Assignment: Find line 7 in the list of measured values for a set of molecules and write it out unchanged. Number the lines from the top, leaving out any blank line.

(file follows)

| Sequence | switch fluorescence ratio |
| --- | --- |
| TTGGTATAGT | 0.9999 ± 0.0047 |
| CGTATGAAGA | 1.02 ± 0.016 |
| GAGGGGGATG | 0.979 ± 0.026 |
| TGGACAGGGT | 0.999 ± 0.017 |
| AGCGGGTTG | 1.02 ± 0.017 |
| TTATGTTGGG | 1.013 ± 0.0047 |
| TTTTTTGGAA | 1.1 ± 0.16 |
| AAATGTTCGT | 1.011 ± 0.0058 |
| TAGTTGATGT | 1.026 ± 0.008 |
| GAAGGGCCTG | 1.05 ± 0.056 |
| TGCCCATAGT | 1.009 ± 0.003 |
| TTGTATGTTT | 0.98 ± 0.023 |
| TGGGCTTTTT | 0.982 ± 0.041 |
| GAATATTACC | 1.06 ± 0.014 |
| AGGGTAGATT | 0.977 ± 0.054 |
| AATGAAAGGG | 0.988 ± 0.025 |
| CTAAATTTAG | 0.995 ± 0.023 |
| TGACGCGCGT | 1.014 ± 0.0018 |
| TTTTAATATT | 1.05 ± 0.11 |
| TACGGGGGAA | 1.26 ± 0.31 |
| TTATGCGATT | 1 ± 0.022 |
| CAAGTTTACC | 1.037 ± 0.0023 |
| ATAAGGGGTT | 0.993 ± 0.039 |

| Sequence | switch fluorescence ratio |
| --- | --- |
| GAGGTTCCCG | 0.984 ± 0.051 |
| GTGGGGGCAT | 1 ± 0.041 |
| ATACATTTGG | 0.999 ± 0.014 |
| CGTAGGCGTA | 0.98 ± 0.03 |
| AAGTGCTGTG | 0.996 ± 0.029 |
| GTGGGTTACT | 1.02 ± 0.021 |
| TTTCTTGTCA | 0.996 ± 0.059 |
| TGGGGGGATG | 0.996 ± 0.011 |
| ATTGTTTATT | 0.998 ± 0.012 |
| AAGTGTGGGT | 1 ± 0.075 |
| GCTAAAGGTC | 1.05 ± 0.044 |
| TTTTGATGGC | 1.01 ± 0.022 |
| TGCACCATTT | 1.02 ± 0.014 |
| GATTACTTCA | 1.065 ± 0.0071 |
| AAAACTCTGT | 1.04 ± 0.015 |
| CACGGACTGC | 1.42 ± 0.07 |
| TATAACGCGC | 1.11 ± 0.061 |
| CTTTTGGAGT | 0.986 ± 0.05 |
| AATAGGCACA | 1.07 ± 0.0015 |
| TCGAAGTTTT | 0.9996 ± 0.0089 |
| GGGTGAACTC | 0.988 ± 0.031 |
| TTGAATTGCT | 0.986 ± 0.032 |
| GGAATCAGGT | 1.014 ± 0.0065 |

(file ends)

| AGCGGGTTG | 1.02 ± 0.017 |